Homeowners Association says trash cans can only be left out at certain times, so neighbors viciously comply
Homeowners Association (HOA) members are a bit like landlords. Either they’re great and your life is going well, or they’re the most illogical, power-tripping, and (dare I say it) the cartoonishly evil people you’re bound to. to meet. Some of his HOA acts as if he’s allergic to common sense.
For example, you might wake up one morning and decide to set a new policy for how the trash can only be emptied at a very specific time on certain days. That’s exactly what happened to redditor u/Chiaseedmess.they and a few other neighbors got together to protest Because this new rule doesn’t make sense in many ways. They revealed to the r/MaliciousCompliance online community exactly how they taught the HOA. Scroll down to see their full story.
Homeowners associations have various bylaws for managing their neighborhoods.However, not all of them make sense
Image credit: Ivan Radic (not actual photo)
One shared how their HOA came up with a ridiculous rule that neighbors gathered to protest
Image credit: Joe+Jeanette Archie (not actual photo)
Image credit: u/chia seed female
HOA should make neighborhood life easier
The way HOA works is to have a committee made up of people who live in local neighborhoods, co-ops, or condominium groups.investedia to explain Members are elected by the residents and assist in the maintenance of the premises, insurance, community utilities, community finances, and handling other important matters.
But homeowners associations don’t work for free. Residents pay a monthly fee to cover all maintenance costs or one-time evaluations.
It makes sense to remember that people in your neighborhood may have multiple garbage collection services with different schedules. For example, every Wednesday from 6am to 6pm. If you tell everyone that only you can leave the trash can outside, you’re creating unnecessary confusion for everyone else who might pick up trash outside of that particular time. gap.
Image credit: Jessica Bryant (not actual photo)
However, some rules are not fair and cause anger among locals
There are two possible explanations here. Either HOA had no idea how the garbage system worked in their neighborhood. If so, someone on the board is clearly very incompetent and should not be in a position to make this kind of decision. Alternatively, HOA has tried to subtly pressure you to use a single pickup service.
Either way, some neighbors found the new rules pointless. But instead of silently complaining about it, they decided to take action. Redditor u/Chiaseedmess and a few others gathered to adhere to the HOA’s new policy.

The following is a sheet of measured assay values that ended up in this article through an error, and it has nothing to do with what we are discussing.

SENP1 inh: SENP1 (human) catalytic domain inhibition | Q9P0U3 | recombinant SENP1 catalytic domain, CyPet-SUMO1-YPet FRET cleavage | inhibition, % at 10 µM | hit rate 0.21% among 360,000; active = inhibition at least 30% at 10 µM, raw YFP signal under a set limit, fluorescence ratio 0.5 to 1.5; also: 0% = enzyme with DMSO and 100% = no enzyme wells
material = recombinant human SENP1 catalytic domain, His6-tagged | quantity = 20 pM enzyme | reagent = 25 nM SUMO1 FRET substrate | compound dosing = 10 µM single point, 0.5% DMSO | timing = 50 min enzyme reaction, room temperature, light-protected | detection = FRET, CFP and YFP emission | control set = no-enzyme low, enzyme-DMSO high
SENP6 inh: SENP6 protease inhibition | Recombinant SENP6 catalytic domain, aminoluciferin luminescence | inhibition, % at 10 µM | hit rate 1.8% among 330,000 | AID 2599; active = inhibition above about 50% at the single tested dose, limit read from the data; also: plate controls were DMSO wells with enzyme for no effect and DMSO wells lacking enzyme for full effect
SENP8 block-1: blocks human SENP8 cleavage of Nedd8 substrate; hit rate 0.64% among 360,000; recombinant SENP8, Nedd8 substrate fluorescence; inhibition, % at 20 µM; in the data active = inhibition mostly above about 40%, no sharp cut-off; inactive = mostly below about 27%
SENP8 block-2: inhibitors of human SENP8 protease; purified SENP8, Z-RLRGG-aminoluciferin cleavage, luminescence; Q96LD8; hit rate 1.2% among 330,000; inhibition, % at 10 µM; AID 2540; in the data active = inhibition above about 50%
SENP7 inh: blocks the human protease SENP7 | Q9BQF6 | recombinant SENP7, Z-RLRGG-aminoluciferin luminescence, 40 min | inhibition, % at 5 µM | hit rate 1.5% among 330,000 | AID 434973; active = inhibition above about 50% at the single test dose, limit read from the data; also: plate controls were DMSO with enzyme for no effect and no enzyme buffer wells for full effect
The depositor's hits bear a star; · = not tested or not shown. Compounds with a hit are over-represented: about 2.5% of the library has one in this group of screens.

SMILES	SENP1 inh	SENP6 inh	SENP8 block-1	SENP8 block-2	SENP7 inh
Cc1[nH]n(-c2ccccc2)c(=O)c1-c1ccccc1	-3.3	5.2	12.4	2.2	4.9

They were as noisy as possible to take out the trash early in the morning and put the trash on the street. Not only that, but I left the lid open to allow the pungent scent to spread as widely as possible. Some might think this is a little overkill, but in the end he ended up overturning the HOA silly restrictive rule. Not only that, but OP and others know that’s a problem here, so this summer he plans to vote out one director. After all, the rules were only made in consultation with lawyers, and they cost each and every local resident.
If you happen to be completely new to the Homeowners Association, you may be a little puzzled as to why you’re suddenly bombarded with 101 tiny little rules that regulate pretty much everything you do. or how high your fence must be, where you can’t park your car, or how you should consider repainting your entire home to keep your neighborhood aesthetically pleasing. .
On the one hand, yes, it makes sense to have general guidelines. A set of rules helps neighbors navigate arguments over each other’s yards, for example. It also helps deter people who care less about their neighbors’ well-being. On the other hand, rules are meant to help people, and too many rules can feel intrusive.
Tell someone they can’t and watch them rebel. Broadly speaking, people hate being told what they can and cannot do on their property. Therefore, HOA’s policy must be reasonable and reasonable.
If you know your rights, you can voice your grievances and seek compromises
It makes sense to take the time to research local laws and regulations, as well as the HOA set of rules. If you know your rights, you can easily find out when someone crosses your boundaries. If you want to be more involved in your neighborhood’s future, consider running for office.
Image credit: Ketut Subiyanto (not actual photo)
according to How Stuff Works contributor Sarah Alban says contacting them is the first place to start when dealing with problems at your local HOA. Send an email or letter to the board. If that doesn’t work, please contact the member by phone.
If you still don’t get a response, attend the next Homeowners Association meeting and speak your concerns directly. If they keep ignoring you, your last resort is to seek legal help.(And if the media got wind of his HOA of power-tripping…well, that’s what they’re going to do in the future.) It also helps to add a little pressure to start behaving appropriately.)
On the other hand, Realtor.com suggests that You can request that your complaint be heard by the Board. Please follow the Complaints Bylaws and Process to demonstrate that you respect the HOA despite your complaint. Also useful if you have other neighbors on your side. Strength in numbers and all that. If he still refuses to listen to your HOA, he can consider taking it to court. Or you find yourself screwing up with the new trash rules because you’re maliciously following your own bylaws.